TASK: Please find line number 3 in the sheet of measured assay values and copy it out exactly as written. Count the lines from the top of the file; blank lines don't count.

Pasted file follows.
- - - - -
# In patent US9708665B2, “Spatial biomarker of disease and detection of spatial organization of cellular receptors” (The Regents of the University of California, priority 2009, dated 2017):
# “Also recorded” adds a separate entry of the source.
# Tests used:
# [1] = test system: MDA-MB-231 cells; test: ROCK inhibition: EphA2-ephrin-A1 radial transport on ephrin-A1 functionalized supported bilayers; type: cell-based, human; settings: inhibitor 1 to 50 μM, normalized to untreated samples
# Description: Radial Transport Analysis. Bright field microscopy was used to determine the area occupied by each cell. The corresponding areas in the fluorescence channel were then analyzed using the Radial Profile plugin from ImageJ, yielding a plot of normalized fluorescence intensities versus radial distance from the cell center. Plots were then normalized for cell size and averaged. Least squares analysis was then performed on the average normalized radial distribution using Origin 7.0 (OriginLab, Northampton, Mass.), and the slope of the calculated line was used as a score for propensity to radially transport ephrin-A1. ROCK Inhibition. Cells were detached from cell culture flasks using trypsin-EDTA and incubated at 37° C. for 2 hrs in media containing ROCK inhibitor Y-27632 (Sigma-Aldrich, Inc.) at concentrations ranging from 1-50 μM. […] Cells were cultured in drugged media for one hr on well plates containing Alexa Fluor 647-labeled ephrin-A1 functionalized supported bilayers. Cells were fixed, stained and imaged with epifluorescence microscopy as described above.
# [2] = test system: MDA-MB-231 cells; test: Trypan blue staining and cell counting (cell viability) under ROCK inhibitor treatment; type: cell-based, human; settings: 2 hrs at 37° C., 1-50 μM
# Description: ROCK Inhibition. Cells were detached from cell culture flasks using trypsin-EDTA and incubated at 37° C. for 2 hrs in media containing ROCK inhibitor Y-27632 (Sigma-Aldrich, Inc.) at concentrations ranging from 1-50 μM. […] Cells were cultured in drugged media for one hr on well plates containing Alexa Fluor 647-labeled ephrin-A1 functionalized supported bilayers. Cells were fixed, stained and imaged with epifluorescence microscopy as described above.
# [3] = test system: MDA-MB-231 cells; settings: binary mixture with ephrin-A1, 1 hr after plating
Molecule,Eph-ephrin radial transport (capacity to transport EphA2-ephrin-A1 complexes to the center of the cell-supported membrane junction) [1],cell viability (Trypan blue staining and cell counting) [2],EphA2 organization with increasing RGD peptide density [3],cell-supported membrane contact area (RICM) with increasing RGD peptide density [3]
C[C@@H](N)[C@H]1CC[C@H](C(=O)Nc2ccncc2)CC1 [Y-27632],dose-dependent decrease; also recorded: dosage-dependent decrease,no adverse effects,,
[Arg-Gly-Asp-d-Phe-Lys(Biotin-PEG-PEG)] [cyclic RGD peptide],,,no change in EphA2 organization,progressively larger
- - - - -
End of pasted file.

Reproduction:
# Tests used: